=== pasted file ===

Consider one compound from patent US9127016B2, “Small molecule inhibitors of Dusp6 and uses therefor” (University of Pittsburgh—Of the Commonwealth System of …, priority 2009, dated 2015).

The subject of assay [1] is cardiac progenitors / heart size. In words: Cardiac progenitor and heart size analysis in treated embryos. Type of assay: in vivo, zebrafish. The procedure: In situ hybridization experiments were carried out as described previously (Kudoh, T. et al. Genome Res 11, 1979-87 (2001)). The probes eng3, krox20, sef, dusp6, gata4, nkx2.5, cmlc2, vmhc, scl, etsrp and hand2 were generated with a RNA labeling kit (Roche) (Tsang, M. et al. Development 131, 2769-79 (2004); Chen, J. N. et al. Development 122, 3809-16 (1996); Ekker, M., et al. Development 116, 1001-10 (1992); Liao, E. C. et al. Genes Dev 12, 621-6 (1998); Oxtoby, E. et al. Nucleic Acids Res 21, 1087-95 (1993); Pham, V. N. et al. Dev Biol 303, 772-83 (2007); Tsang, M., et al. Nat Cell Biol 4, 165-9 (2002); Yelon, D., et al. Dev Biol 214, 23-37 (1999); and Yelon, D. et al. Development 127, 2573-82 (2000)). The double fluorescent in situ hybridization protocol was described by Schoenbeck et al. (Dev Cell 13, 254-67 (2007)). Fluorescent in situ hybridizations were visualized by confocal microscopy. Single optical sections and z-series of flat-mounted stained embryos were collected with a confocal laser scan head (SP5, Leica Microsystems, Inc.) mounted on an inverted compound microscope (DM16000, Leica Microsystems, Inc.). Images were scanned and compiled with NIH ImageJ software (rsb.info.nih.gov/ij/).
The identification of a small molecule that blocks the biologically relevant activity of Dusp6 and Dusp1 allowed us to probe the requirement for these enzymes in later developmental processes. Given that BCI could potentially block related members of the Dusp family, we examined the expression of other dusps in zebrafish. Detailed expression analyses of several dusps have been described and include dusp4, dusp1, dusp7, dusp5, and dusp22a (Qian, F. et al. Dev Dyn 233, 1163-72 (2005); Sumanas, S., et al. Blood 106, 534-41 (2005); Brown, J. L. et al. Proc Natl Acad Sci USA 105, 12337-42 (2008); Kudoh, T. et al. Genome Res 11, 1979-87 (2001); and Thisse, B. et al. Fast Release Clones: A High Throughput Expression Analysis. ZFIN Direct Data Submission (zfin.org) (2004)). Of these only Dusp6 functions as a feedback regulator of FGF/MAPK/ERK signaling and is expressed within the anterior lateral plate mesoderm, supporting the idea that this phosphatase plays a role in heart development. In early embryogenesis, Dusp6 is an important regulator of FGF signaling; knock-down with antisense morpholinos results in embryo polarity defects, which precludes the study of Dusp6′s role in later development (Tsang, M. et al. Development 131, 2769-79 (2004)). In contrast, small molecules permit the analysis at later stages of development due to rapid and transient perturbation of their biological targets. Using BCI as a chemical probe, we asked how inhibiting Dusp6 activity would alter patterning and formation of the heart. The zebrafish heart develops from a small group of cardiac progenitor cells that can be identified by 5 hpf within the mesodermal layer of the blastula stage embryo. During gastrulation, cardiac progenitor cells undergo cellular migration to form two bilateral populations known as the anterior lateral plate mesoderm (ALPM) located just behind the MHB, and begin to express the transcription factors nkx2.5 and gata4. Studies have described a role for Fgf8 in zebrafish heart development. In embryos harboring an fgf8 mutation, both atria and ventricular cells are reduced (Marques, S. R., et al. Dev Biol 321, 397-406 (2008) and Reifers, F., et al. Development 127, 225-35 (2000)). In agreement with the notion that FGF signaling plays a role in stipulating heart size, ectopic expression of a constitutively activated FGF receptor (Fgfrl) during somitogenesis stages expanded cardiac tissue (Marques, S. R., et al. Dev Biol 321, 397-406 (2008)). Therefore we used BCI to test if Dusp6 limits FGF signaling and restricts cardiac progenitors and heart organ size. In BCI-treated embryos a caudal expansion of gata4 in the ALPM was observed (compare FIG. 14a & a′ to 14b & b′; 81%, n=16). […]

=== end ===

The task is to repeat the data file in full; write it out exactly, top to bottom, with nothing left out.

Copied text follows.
Consider one compound from patent US9127016B2, “Small molecule inhibitors of Dusp6 and uses therefor” (University of Pittsburgh—Of the Commonwealth System of …, priority 2009, dated 2015).

The subject of assay [1] is cardiac progenitors / heart size. In words: Cardiac progenitor and heart size analysis in treated embryos. Type of assay: in vivo, zebrafish. The procedure: In situ hybridization experiments were carried out as described previously (Kudoh, T. et al. Genome Res 11, 1979-87 (2001)). The probes eng3, krox20, sef, dusp6, gata4, nkx2.5, cmlc2, vmhc, scl, etsrp and hand2 were generated with a RNA labeling kit (Roche) (Tsang, M. et al. Development 131, 2769-79 (2004); Chen, J. N. et al. Development 122, 3809-16 (1996); Ekker, M., et al. Development 116, 1001-10 (1992); Liao, E. C. et al. Genes Dev 12, 621-6 (1998); Oxtoby, E. et al. Nucleic Acids Res 21, 1087-95 (1993); Pham, V. N. et al. Dev Biol 303, 772-83 (2007); Tsang, M., et al. Nat Cell Biol 4, 165-9 (2002); Yelon, D., et al. Dev Biol 214, 23-37 (1999); and Yelon, D. et al. Development 127, 2573-82 (2000)). The double fluorescent in situ hybridization protocol was described by Schoenbeck et al. (Dev Cell 13, 254-67 (2007)). Fluorescent in situ hybridizations were visualized by confocal microscopy. Single optical sections and z-series of flat-mounted stained embryos were collected with a confocal laser scan head (SP5, Leica Microsystems, Inc.) mounted on an inverted compound microscope (DM16000, Leica Microsystems, Inc.). Images were scanned and compiled with NIH ImageJ software (rsb.info.nih.gov/ij/).
The identification of a small molecule that blocks the biologically relevant activity of Dusp6 and Dusp1 allowed us to probe the requirement for these enzymes in later developmental processes. Given that BCI could potentially block related members of the Dusp family, we examined the expression of other dusps in zebrafish. Detailed expression analyses of several dusps have been described and include dusp4, dusp1, dusp7, dusp5, and dusp22a (Qian, F. et al. Dev Dyn 233, 1163-72 (2005); Sumanas, S., et al. Blood 106, 534-41 (2005); Brown, J. L. et al. Proc Natl Acad Sci USA 105, 12337-42 (2008); Kudoh, T. et al. Genome Res 11, 1979-87 (2001); and Thisse, B. et al. Fast Release Clones: A High Throughput Expression Analysis. ZFIN Direct Data Submission (zfin.org) (2004)). Of these only Dusp6 functions as a feedback regulator of FGF/MAPK/ERK signaling and is expressed within the anterior lateral plate mesoderm, supporting the idea that this phosphatase plays a role in heart development. In early embryogenesis, Dusp6 is an important regulator of FGF signaling; knock-down with antisense morpholinos results in embryo polarity defects, which precludes the study of Dusp6′s role in later development (Tsang, M. et al. Development 131, 2769-79 (2004)). In contrast, small molecules permit the analysis at later stages of development due to rapid and transient perturbation of their biological targets. Using BCI as a chemical probe, we asked how inhibiting Dusp6 activity would alter patterning and formation of the heart. The zebrafish heart develops from a small group of cardiac progenitor cells that can be identified by 5 hpf within the mesodermal layer of the blastula stage embryo. During gastrulation, cardiac progenitor cells undergo cellular migration to form two bilateral populations known as the anterior lateral plate mesoderm (ALPM) located just behind the MHB, and begin to express the transcription factors nkx2.5 and gata4. Studies have described a role for Fgf8 in zebrafish heart development. In embryos harboring an fgf8 mutation, both atria and ventricular cells are reduced (Marques, S. R., et al. Dev Biol 321, 397-406 (2008) and Reifers, F., et al. Development 127, 225-35 (2000)). In agreement with the notion that FGF signaling plays a role in stipulating heart size, ectopic expression of a constitutively activated FGF receptor (Fgfrl) during somitogenesis stages expanded cardiac tissue (Marques, S. R., et al. Dev Biol 321, 397-406 (2008)). Therefore we used BCI to test if Dusp6 limits FGF signaling and restricts cardiac progenitors and heart organ size. In BCI-treated embryos a caudal expansion of gata4 in the ALPM was observed (compare FIG. 14a & a′ to 14b & b′; 81%, n=16). […]